Topband: A CFL Bulb Issue

Joe Subich, W4TV lists at
Tue Mar 25 14:03:36 EDT 2014

Understand what these compact florescent bulbs really are ... a small,
tightly coiled, florescent tube with an *electronic ballast*.  The
electronic ballast is nothing more than a small, cheap switching power
supply to generate the high voltage necessary to fire the tube.

When a CFL fails it is invariably the electronic ballast that goes -
often breaking down (arcing internally) under the high voltage.

Most of the bulbs these days are quiet in normal operation but once
they start arcing internally - particularly the bypass and filter caps - 
it becomes a small spark transmitter with a very large antenna.


    ... Joe, W4TV

On 3/25/2014 1:37 PM, Steve wrote:
>> these CFL bulbs can generate some strong RF
>> noise just before going out.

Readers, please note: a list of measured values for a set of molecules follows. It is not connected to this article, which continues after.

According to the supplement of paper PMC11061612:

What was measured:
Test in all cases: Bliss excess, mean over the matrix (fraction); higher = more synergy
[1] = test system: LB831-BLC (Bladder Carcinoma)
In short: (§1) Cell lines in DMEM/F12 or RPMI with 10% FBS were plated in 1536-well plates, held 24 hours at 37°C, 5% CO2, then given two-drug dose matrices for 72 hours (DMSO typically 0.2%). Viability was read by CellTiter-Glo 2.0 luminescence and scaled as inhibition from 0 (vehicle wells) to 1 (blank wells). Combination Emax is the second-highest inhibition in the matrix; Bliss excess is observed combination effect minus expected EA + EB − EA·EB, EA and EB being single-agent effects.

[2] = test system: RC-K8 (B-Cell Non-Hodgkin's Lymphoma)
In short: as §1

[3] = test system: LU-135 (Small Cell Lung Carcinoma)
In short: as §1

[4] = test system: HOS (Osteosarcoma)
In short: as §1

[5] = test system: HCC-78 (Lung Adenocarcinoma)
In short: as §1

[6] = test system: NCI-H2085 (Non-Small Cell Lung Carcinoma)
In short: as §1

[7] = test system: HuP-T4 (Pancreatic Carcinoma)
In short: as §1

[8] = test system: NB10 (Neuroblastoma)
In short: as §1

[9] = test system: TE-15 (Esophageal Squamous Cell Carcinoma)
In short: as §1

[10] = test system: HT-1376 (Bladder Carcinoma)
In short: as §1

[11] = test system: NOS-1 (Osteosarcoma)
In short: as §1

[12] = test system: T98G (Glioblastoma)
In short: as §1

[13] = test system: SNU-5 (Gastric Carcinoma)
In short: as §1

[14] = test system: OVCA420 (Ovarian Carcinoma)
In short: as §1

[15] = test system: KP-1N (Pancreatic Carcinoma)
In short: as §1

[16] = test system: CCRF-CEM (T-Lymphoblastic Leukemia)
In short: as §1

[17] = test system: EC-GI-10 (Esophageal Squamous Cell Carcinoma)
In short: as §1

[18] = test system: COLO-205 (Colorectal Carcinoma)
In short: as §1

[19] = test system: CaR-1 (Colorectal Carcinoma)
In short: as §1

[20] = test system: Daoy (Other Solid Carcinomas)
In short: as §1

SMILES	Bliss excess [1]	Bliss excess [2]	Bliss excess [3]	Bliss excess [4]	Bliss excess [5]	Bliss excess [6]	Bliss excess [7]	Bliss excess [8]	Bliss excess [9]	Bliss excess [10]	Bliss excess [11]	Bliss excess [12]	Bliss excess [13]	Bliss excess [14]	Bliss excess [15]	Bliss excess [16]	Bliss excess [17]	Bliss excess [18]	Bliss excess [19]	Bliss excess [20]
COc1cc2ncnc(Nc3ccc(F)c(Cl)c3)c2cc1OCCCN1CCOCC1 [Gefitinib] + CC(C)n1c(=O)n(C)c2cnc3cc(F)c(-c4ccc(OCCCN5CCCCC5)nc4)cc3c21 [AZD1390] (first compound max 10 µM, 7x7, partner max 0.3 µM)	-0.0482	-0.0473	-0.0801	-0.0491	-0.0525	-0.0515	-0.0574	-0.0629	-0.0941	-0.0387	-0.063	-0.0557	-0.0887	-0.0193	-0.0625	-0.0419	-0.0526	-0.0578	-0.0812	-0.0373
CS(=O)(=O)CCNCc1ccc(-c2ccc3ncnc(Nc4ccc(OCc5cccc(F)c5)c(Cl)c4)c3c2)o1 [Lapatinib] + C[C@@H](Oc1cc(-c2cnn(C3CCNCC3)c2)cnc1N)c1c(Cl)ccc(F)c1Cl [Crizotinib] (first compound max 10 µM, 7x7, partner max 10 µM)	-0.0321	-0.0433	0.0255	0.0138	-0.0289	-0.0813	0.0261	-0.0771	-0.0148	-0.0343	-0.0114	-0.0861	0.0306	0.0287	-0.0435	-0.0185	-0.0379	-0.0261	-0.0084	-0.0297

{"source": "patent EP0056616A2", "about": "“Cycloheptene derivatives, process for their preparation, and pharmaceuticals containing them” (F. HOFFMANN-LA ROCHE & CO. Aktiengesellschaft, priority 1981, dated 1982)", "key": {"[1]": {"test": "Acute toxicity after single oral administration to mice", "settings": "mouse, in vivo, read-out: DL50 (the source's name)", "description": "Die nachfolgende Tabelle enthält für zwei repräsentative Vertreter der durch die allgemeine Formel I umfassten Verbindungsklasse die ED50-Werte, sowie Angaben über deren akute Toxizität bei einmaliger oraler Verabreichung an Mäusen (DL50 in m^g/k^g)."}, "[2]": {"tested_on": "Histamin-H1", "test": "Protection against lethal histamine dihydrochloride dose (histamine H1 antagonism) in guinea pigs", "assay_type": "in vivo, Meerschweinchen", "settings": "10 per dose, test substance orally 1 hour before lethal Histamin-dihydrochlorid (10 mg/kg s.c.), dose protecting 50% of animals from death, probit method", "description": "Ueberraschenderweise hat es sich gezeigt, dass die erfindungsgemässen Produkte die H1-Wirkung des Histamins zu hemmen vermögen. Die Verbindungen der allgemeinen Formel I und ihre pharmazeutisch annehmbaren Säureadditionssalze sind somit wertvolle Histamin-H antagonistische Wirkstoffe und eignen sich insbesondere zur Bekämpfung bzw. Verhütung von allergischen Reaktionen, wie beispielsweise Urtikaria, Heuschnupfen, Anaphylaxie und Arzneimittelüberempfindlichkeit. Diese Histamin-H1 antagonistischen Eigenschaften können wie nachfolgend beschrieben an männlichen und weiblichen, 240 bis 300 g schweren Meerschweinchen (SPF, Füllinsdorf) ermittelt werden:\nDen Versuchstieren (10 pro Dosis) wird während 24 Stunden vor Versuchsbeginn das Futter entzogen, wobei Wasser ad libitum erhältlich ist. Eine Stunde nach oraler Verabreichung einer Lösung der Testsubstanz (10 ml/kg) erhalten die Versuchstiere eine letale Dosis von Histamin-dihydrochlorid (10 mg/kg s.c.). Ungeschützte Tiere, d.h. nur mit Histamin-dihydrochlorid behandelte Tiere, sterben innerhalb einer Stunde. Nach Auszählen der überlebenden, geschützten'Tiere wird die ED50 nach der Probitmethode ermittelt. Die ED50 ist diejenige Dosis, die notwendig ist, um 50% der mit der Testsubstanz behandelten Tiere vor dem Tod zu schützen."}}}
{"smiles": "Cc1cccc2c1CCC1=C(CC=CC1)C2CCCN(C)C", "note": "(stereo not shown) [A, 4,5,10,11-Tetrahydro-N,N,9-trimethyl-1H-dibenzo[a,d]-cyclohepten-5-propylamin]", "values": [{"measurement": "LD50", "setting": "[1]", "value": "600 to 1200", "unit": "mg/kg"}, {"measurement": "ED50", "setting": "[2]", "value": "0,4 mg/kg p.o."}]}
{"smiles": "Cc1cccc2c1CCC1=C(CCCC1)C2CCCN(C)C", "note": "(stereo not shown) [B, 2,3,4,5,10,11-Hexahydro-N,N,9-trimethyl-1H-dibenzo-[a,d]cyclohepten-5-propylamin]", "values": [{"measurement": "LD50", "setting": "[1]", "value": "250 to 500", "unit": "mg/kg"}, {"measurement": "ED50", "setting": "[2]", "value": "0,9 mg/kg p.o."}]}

> Mack - had a similar issue here several years ago...s9+ buzz throughout
> the longwave band for a month. I live on an island with very few winter
> neighbours and eventually traced the source (which was radiating nicely
> via the powerlines) to an unoccupied summer residence, but still was not
> 100% certain as the signal was so loud from all of the 11 home's drop
> lines on the local grid. When the owner returned I had him pull the main
> breaker and sure enough the buzz stopped. It turned out to be a
> burned-out CFL bulb in the crawlspace that they left on to discourage
> any sea otters from trying to get into the space during the winter. The
> bulb was heavily charred and parts of it had already melted yet it
> continued to radiate a strong signal. Needless to say they were glad
> that it hadn't set their place on fire and have since stopped using this
> type of bulb.
> Steve / VE7SL
> Mayne Island, BC
> WEB - "The VE7SL Radio Notebook":
> _________________
> Topband Reflector Archives -

More information about the Topband mailing list